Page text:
Do you plan on donating your genealogy books to a local library? Chances are, the library will refuse the donation. An article by Nick Douglas in the LifeHacker web site at http://bit.ly/2rR2Ej3 describes several reasons why.
I already knew some of the information in Nick Douglas’s article but I did learn some new information:
“Here’s What to Do With All Those Books
“Well, the library probably told you where else to donate them. You could make money (or store credit) by selling them to a used bookstore. Or, and this will shock you, you’re allowed to throw them out. ‘It’s part of the book circle of life!’ says Anderson.
“It might feel weird! Books are magic. But they’re also produced in mass quantities, and now they’re all digitized as well. If your book is at all rare, it’s selling for lots of money on Amazon and AbeBooks, and that’s where you should take it. Otherwise don’t worry, there are plenty of copies somewhere for anyone who wants to read them. If your library doesn’t have this book, suggest that they buy a copy. They’d rather have a new one from a vendor, honestly.”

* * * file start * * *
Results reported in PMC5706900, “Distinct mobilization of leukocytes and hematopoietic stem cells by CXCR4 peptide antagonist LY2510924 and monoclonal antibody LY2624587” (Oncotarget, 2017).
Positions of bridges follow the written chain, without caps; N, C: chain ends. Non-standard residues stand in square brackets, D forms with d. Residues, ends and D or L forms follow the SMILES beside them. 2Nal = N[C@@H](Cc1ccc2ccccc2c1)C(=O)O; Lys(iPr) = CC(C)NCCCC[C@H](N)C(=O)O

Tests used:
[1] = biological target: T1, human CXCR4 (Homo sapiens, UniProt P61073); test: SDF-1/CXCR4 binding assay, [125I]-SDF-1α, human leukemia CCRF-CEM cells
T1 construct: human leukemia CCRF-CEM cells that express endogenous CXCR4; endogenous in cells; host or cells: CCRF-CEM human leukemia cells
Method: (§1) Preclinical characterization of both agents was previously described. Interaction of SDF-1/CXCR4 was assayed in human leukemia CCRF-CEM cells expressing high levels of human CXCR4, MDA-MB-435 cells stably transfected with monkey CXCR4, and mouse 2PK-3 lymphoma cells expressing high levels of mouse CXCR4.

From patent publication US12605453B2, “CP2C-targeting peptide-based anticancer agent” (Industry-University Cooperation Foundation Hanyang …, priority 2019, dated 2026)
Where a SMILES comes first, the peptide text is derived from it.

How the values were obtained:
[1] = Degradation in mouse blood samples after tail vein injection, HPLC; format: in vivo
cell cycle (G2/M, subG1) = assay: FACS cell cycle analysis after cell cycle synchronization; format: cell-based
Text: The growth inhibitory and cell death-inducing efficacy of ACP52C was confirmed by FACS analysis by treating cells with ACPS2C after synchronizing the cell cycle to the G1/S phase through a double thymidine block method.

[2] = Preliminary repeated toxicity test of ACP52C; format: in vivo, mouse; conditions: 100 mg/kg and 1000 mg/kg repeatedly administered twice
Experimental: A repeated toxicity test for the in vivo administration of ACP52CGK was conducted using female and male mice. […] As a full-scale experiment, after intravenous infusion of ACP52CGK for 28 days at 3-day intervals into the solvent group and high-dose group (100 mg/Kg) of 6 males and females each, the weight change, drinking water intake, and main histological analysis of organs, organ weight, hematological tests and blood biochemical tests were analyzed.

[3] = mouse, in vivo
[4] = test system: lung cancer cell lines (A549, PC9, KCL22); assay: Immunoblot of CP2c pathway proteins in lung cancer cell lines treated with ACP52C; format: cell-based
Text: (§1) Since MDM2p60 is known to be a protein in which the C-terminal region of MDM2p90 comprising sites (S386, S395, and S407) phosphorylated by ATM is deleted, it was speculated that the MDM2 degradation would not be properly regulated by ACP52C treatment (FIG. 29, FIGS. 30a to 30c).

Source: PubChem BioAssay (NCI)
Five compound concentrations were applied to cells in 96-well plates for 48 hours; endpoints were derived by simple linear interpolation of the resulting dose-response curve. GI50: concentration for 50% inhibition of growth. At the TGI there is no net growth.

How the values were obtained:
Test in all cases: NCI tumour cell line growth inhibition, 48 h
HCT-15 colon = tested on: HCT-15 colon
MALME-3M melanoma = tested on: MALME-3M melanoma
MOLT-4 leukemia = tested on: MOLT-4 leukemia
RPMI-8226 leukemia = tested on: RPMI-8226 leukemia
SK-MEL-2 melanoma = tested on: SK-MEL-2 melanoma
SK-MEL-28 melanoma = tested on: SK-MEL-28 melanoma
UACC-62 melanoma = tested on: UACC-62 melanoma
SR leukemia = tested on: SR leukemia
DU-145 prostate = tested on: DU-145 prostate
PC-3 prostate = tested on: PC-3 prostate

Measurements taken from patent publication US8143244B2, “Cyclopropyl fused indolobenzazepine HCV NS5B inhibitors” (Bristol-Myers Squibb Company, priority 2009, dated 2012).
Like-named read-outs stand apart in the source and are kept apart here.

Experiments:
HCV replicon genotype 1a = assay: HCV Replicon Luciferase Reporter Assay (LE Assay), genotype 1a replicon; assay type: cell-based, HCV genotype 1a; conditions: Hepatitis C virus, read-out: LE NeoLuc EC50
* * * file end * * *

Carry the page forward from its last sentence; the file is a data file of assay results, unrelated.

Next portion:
In addition to the reasons mentioned by Nick Douglas, I will point out that most libraries already have a physical space problem. In fact, most libraries already throw away many books every year in order to make room for newer books that are far more likely to be requested by the library’s users! If a big-city library already covers a city block, just imagine how big an expansion the taxpayers would have to fund in order to store all the books that might be donated (most of which are probably duplicates of books the library already owns or can obtain via Inter Library Loan or as an electronic copy). In many cases, in order to house all the potential donations, the one-city-block library might have to be expanded to cover several city blocks! I doubt if the local taxpayers will pay for that.
I do suspect that a small library might welcome a donation of your genealogy books if the library doesn’t already have copies of the same books and if the books are not available via Inter Library Loan and if the books are not already available as electronic copies and if the library has a significant number of patrons who are interested in genealogy. However, I would always suggest asking the librarians first of their interest before you start boxing up the “donations.”
Yes, digitizing books whenever possible appears to still be the best solution for libraries. It saves space, reduces costs, and yet the information is always available upon a patron’s request.